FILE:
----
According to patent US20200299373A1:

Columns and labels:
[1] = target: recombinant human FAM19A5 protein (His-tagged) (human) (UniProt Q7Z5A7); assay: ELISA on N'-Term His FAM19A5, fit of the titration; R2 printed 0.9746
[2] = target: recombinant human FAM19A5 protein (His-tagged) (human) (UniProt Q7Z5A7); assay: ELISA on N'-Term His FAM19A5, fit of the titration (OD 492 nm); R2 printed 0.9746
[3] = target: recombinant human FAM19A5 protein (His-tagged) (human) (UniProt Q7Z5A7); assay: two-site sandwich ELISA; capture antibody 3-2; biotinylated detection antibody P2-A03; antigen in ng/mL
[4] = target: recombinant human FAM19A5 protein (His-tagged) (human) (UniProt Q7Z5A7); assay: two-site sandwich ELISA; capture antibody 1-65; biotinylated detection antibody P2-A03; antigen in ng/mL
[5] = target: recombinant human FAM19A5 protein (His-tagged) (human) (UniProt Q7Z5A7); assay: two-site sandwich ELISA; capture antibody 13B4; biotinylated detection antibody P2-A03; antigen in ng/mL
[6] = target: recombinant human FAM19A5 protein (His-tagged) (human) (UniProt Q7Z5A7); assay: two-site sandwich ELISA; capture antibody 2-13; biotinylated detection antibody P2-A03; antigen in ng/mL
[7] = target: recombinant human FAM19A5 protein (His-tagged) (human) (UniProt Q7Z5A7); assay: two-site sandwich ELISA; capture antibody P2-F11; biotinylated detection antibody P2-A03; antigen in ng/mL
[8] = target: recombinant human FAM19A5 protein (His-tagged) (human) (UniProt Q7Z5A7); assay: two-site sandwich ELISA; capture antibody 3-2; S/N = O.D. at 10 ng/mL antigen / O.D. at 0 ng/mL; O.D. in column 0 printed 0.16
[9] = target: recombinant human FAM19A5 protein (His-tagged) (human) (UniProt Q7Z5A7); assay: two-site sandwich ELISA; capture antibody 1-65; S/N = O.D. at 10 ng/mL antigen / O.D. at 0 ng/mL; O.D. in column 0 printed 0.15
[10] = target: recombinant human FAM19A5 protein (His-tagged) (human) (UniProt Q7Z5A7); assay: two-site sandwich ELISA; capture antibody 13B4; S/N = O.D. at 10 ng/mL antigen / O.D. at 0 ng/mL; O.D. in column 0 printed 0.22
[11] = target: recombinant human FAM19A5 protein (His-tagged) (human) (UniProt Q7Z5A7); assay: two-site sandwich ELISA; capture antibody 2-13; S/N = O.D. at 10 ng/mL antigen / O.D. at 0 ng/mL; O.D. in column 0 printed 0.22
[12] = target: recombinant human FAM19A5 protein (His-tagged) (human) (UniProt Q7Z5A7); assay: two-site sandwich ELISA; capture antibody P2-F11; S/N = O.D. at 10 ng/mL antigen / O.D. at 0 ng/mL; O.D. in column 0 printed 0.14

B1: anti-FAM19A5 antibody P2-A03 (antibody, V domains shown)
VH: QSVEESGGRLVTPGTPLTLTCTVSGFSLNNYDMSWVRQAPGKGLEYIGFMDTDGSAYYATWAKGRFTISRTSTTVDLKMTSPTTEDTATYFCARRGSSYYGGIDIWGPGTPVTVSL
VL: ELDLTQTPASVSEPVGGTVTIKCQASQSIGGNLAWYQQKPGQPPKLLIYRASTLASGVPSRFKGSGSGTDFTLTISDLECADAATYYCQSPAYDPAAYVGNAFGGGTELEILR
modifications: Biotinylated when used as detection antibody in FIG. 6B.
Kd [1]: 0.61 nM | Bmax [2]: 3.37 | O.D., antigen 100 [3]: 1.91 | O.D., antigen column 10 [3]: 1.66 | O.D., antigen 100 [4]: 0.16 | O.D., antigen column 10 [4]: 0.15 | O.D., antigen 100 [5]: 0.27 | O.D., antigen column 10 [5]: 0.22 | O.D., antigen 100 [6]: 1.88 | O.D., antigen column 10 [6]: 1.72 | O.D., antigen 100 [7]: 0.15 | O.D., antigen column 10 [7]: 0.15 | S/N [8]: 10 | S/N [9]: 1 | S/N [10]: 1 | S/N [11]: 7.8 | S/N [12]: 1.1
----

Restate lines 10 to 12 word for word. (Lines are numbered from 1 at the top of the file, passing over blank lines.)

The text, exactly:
[8] = target: recombinant human FAM19A5 protein (His-tagged) (human) (UniProt Q7Z5A7); assay: two-site sandwich ELISA; capture antibody 3-2; S/N = O.D. at 10 ng/mL antigen / O.D. at 0 ng/mL; O.D. in column 0 printed 0.16
[9] = target: recombinant human FAM19A5 protein (His-tagged) (human) (UniProt Q7Z5A7); assay: two-site sandwich ELISA; capture antibody 1-65; S/N = O.D. at 10 ng/mL antigen / O.D. at 0 ng/mL; O.D. in column 0 printed 0.15
[10] = target: recombinant human FAM19A5 protein (His-tagged) (human) (UniProt Q7Z5A7); assay: two-site sandwich ELISA; capture antibody 13B4; S/N = O.D. at 10 ng/mL antigen / O.D. at 0 ng/mL; O.D. in column 0 printed 0.22